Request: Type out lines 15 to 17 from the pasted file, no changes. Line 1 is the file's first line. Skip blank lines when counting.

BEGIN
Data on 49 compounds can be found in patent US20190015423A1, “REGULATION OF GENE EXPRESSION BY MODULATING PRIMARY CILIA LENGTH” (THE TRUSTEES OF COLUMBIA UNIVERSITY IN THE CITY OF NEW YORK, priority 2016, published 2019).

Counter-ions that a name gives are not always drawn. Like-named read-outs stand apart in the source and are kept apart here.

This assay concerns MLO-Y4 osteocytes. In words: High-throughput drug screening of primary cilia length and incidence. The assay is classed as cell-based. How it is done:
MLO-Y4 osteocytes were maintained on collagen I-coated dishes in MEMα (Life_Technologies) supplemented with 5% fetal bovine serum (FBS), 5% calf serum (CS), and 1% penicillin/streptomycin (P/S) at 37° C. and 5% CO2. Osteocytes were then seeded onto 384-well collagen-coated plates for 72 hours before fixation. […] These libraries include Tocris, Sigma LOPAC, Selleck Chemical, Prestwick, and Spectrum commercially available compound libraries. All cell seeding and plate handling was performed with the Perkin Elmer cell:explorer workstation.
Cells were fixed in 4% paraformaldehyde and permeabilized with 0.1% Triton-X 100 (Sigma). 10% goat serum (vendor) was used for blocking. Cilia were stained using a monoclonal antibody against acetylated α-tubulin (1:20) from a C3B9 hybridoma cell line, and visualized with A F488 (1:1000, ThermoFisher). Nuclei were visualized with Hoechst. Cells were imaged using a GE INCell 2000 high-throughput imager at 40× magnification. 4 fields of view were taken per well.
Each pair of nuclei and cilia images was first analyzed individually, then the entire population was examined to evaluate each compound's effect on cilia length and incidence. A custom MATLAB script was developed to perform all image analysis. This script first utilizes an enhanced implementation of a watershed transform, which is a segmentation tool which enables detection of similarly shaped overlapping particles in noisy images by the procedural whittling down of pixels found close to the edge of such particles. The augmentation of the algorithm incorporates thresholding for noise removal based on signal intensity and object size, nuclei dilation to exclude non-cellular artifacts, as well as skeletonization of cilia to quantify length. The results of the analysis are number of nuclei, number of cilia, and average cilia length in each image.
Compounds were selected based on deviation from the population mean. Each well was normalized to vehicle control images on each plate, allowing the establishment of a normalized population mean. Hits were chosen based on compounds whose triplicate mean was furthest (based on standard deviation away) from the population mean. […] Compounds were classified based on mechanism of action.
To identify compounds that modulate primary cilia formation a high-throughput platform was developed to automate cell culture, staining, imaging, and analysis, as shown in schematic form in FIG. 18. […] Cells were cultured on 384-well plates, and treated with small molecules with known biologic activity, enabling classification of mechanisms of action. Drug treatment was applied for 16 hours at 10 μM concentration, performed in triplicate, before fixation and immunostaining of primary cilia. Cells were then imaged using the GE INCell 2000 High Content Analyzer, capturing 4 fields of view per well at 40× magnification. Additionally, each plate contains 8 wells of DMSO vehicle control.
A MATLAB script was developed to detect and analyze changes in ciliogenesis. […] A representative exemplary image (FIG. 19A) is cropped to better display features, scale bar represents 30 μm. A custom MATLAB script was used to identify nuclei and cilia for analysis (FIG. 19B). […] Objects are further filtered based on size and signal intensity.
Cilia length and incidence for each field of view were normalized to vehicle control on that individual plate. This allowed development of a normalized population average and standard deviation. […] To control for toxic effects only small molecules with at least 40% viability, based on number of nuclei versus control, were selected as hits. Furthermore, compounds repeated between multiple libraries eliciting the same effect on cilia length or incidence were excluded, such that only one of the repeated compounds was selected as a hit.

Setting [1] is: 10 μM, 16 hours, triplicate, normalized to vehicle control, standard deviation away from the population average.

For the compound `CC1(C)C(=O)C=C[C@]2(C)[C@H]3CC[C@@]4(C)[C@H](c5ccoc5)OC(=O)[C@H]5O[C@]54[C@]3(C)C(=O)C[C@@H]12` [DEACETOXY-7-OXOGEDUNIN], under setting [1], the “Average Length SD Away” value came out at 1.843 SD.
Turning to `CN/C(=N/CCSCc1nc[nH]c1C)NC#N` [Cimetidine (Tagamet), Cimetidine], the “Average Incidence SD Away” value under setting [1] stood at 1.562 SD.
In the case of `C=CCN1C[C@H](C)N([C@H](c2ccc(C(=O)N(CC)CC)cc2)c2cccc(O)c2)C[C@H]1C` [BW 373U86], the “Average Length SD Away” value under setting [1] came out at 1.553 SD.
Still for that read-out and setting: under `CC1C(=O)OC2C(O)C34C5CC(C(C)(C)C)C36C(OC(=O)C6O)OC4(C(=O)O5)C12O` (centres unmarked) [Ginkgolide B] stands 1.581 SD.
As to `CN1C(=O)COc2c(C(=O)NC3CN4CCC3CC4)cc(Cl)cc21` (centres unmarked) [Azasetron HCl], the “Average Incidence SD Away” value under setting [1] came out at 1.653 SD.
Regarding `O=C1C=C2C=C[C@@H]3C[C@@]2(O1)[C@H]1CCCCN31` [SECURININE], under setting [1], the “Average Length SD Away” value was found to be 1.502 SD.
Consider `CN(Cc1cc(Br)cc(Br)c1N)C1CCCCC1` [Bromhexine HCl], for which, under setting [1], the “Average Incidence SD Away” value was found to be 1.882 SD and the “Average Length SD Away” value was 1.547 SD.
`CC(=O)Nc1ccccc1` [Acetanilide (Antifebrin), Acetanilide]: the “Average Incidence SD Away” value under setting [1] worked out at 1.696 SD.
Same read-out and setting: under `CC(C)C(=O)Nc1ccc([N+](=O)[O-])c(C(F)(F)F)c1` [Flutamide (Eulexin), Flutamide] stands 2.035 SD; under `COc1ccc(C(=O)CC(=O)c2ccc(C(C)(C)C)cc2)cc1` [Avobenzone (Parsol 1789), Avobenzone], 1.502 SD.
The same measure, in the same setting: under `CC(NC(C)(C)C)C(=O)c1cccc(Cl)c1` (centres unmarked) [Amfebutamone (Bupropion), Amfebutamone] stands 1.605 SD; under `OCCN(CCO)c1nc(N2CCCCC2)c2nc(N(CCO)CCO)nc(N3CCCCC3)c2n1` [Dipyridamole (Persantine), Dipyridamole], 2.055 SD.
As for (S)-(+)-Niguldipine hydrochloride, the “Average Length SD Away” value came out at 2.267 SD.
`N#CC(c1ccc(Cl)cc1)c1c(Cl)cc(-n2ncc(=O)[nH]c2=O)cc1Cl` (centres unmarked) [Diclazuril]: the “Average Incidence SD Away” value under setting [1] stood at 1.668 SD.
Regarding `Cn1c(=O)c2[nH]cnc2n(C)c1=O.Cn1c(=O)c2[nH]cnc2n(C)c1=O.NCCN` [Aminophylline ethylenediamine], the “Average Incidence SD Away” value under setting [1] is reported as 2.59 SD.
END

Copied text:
Still for that read-out and setting: under `CC1C(=O)OC2C(O)C34C5CC(C(C)(C)C)C36C(OC(=O)C6O)OC4(C(=O)O5)C12O` (centres unmarked) [Ginkgolide B] stands 1.581 SD.
As to `CN1C(=O)COc2c(C(=O)NC3CN4CCC3CC4)cc(Cl)cc21` (centres unmarked) [Azasetron HCl], the “Average Incidence SD Away” value under setting [1] came out at 1.653 SD.
Regarding `O=C1C=C2C=C[C@@H]3C[C@@]2(O1)[C@H]1CCCCN31` [SECURININE], under setting [1], the “Average Length SD Away” value was found to be 1.502 SD.